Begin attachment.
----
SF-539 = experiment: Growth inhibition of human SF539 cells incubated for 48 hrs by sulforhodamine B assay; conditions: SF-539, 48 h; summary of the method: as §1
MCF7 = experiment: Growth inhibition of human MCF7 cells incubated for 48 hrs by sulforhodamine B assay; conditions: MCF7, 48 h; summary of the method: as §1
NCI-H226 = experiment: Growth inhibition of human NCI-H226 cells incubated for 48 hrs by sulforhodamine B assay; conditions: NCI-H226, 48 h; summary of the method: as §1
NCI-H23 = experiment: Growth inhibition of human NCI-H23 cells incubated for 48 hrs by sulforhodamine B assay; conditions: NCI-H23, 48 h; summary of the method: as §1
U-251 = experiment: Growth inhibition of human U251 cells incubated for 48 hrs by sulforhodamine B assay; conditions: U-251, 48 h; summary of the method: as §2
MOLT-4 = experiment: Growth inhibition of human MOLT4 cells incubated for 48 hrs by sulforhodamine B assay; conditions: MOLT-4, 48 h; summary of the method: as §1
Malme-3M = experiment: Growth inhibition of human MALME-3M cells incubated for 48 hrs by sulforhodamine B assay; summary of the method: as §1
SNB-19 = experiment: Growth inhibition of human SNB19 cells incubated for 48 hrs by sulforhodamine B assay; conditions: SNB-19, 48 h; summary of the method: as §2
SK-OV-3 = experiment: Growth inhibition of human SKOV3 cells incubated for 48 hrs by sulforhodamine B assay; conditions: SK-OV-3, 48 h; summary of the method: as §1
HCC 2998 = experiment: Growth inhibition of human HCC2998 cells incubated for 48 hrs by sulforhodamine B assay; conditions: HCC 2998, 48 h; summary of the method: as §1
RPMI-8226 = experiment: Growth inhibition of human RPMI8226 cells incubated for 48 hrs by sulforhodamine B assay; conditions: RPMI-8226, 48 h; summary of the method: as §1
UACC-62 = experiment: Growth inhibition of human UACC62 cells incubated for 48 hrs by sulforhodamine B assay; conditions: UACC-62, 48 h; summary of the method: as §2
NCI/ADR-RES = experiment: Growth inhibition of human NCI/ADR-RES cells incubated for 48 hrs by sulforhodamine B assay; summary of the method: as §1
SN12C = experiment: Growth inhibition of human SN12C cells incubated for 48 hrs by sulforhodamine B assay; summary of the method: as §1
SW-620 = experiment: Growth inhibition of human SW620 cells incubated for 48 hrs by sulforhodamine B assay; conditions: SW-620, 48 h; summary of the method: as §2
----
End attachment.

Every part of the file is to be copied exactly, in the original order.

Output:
SF-539 = experiment: Growth inhibition of human SF539 cells incubated for 48 hrs by sulforhodamine B assay; conditions: SF-539, 48 h; summary of the method: as §1
MCF7 = experiment: Growth inhibition of human MCF7 cells incubated for 48 hrs by sulforhodamine B assay; conditions: MCF7, 48 h; summary of the method: as §1
NCI-H226 = experiment: Growth inhibition of human NCI-H226 cells incubated for 48 hrs by sulforhodamine B assay; conditions: NCI-H226, 48 h; summary of the method: as §1
NCI-H23 = experiment: Growth inhibition of human NCI-H23 cells incubated for 48 hrs by sulforhodamine B assay; conditions: NCI-H23, 48 h; summary of the method: as §1
U-251 = experiment: Growth inhibition of human U251 cells incubated for 48 hrs by sulforhodamine B assay; conditions: U-251, 48 h; summary of the method: as §2
MOLT-4 = experiment: Growth inhibition of human MOLT4 cells incubated for 48 hrs by sulforhodamine B assay; conditions: MOLT-4, 48 h; summary of the method: as §1
Malme-3M = experiment: Growth inhibition of human MALME-3M cells incubated for 48 hrs by sulforhodamine B assay; summary of the method: as §1
SNB-19 = experiment: Growth inhibition of human SNB19 cells incubated for 48 hrs by sulforhodamine B assay; conditions: SNB-19, 48 h; summary of the method: as §2
SK-OV-3 = experiment: Growth inhibition of human SKOV3 cells incubated for 48 hrs by sulforhodamine B assay; conditions: SK-OV-3, 48 h; summary of the method: as §1
HCC 2998 = experiment: Growth inhibition of human HCC2998 cells incubated for 48 hrs by sulforhodamine B assay; conditions: HCC 2998, 48 h; summary of the method: as §1
RPMI-8226 = experiment: Growth inhibition of human RPMI8226 cells incubated for 48 hrs by sulforhodamine B assay; conditions: RPMI-8226, 48 h; summary of the method: as §1
UACC-62 = experiment: Growth inhibition of human UACC62 cells incubated for 48 hrs by sulforhodamine B assay; conditions: UACC-62, 48 h; summary of the method: as §2
NCI/ADR-RES = experiment: Growth inhibition of human NCI/ADR-RES cells incubated for 48 hrs by sulforhodamine B assay; summary of the method: as §1
SN12C = experiment: Growth inhibition of human SN12C cells incubated for 48 hrs by sulforhodamine B assay; summary of the method: as §1
SW-620 = experiment: Growth inhibition of human SW620 cells incubated for 48 hrs by sulforhodamine B assay; conditions: SW-620, 48 h; summary of the method: as §2